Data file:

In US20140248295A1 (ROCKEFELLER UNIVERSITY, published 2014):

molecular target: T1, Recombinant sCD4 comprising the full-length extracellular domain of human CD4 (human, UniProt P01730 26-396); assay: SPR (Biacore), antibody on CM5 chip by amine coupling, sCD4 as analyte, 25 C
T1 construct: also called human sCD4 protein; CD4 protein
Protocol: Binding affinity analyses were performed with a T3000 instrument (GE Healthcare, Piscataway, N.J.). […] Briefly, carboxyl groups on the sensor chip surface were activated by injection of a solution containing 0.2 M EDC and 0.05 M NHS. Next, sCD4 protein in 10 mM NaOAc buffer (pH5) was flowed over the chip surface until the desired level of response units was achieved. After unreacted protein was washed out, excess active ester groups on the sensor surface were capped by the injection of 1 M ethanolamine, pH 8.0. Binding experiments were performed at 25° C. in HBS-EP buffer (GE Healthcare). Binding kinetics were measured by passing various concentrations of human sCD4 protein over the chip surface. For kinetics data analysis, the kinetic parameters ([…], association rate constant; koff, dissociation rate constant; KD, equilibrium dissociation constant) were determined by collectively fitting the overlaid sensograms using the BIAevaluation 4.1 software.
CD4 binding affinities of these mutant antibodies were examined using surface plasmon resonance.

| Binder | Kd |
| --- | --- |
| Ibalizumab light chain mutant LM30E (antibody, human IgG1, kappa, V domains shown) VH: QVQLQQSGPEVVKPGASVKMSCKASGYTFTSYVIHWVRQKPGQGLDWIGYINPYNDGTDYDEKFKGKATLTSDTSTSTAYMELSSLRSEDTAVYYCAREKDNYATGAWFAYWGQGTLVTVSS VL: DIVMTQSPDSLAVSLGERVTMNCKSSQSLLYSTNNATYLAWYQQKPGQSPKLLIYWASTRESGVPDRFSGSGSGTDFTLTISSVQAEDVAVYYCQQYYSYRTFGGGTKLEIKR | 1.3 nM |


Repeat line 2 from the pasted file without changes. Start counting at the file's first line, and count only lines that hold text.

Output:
molecular target: T1, Recombinant sCD4 comprising the full-length extracellular domain of human CD4 (human, UniProt P01730 26-396); assay: SPR (Biacore), antibody on CM5 chip by amine coupling, sCD4 as analyte, 25 C